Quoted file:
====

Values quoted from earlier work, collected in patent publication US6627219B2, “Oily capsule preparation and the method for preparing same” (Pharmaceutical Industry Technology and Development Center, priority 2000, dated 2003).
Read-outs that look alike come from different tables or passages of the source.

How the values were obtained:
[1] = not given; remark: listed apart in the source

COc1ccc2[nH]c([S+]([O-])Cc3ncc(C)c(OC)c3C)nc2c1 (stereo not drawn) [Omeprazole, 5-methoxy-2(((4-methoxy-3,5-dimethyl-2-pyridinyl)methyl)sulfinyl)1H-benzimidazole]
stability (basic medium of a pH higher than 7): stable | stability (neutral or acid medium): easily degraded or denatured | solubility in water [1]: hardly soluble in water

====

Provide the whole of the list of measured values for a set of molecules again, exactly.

Values quoted from earlier work, collected in patent publication US6627219B2, “Oily capsule preparation and the method for preparing same” (Pharmaceutical Industry Technology and Development Center, priority 2000, dated 2003).
Read-outs that look alike come from different tables or passages of the source.

How the values were obtained:
[1] = not given; remark: listed apart in the source

COc1ccc2[nH]c([S+]([O-])Cc3ncc(C)c(OC)c3C)nc2c1 (stereo not drawn) [Omeprazole, 5-methoxy-2(((4-methoxy-3,5-dimethyl-2-pyridinyl)methyl)sulfinyl)1H-benzimidazole]
stability (basic medium of a pH higher than 7): stable | stability (neutral or acid medium): easily degraded or denatured | solubility in water [1]: hardly soluble in water